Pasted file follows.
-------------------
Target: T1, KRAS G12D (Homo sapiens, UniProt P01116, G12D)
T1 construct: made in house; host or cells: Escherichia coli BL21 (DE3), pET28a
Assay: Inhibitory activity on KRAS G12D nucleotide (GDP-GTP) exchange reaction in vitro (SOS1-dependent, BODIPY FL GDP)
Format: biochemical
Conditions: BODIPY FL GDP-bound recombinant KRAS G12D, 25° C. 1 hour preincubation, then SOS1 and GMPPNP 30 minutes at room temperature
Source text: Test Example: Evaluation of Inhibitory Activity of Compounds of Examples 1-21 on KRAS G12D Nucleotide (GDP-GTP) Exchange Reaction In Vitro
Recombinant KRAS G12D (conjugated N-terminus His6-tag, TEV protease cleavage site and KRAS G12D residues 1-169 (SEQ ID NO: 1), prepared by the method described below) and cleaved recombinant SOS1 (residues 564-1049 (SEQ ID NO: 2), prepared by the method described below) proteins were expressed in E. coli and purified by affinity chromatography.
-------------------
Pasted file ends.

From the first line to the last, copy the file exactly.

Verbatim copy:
Target: T1, KRAS G12D (Homo sapiens, UniProt P01116, G12D)
T1 construct: made in house; host or cells: Escherichia coli BL21 (DE3), pET28a
Assay: Inhibitory activity on KRAS G12D nucleotide (GDP-GTP) exchange reaction in vitro (SOS1-dependent, BODIPY FL GDP)
Format: biochemical
Conditions: BODIPY FL GDP-bound recombinant KRAS G12D, 25° C. 1 hour preincubation, then SOS1 and GMPPNP 30 minutes at room temperature
Source text: Test Example: Evaluation of Inhibitory Activity of Compounds of Examples 1-21 on KRAS G12D Nucleotide (GDP-GTP) Exchange Reaction In Vitro
Recombinant KRAS G12D (conjugated N-terminus His6-tag, TEV protease cleavage site and KRAS G12D residues 1-169 (SEQ ID NO: 1), prepared by the method described below) and cleaved recombinant SOS1 (residues 564-1049 (SEQ ID NO: 2), prepared by the method described below) proteins were expressed in E. coli and purified by affinity chromatography.